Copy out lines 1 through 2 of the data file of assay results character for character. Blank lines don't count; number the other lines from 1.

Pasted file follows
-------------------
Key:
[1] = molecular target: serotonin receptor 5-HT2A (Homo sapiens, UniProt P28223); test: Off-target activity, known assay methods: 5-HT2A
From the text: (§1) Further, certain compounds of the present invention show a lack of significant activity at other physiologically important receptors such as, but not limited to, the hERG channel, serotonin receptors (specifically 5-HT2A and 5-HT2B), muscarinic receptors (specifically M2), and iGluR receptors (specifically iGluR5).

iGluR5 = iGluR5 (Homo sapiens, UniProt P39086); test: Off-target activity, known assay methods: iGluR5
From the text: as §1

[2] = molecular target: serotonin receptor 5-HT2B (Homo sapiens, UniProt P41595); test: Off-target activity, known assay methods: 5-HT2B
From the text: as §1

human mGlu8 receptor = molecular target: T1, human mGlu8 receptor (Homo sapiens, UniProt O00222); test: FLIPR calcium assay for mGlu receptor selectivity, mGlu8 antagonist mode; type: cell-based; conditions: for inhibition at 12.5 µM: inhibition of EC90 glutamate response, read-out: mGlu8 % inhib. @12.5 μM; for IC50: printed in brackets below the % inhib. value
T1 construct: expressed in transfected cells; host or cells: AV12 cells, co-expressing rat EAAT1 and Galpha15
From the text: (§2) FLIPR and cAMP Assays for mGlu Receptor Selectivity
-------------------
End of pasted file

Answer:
Key:
[1] = molecular target: serotonin receptor 5-HT2A (Homo sapiens, UniProt P28223); test: Off-target activity, known assay methods: 5-HT2A